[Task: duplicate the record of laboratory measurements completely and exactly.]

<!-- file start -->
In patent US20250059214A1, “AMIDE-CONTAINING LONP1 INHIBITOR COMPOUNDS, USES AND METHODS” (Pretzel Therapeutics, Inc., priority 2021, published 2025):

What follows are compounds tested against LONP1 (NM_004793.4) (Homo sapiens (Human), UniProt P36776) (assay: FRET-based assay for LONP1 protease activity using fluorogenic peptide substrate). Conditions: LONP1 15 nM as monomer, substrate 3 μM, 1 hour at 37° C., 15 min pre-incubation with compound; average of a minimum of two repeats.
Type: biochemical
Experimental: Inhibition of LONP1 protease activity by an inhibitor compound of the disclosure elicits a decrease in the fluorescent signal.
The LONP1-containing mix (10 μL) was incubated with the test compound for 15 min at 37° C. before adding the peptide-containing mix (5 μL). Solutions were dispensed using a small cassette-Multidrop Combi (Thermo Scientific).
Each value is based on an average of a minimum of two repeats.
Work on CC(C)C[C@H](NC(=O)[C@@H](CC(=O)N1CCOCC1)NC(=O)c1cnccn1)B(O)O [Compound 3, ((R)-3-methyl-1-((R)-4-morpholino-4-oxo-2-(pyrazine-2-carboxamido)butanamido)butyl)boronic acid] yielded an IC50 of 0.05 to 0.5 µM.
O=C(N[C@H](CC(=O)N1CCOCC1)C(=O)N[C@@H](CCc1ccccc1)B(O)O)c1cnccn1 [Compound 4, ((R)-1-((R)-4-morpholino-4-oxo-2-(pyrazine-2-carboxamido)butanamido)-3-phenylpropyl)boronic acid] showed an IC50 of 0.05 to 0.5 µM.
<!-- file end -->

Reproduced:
In patent US20250059214A1, “AMIDE-CONTAINING LONP1 INHIBITOR COMPOUNDS, USES AND METHODS” (Pretzel Therapeutics, Inc., priority 2021, published 2025):

What follows are compounds tested against LONP1 (NM_004793.4) (Homo sapiens (Human), UniProt P36776) (assay: FRET-based assay for LONP1 protease activity using fluorogenic peptide substrate). Conditions: LONP1 15 nM as monomer, substrate 3 μM, 1 hour at 37° C., 15 min pre-incubation with compound; average of a minimum of two repeats.
Type: biochemical
Experimental: Inhibition of LONP1 protease activity by an inhibitor compound of the disclosure elicits a decrease in the fluorescent signal.
The LONP1-containing mix (10 μL) was incubated with the test compound for 15 min at 37° C. before adding the peptide-containing mix (5 μL). Solutions were dispensed using a small cassette-Multidrop Combi (Thermo Scientific).
Each value is based on an average of a minimum of two repeats.
Work on CC(C)C[C@H](NC(=O)[C@@H](CC(=O)N1CCOCC1)NC(=O)c1cnccn1)B(O)O [Compound 3, ((R)-3-methyl-1-((R)-4-morpholino-4-oxo-2-(pyrazine-2-carboxamido)butanamido)butyl)boronic acid] yielded an IC50 of 0.05 to 0.5 µM.
O=C(N[C@H](CC(=O)N1CCOCC1)C(=O)N[C@@H](CCc1ccccc1)B(O)O)c1cnccn1 [Compound 4, ((R)-1-((R)-4-morpholino-4-oxo-2-(pyrazine-2-carboxamido)butanamido)-3-phenylpropyl)boronic acid] showed an IC50 of 0.05 to 0.5 µM.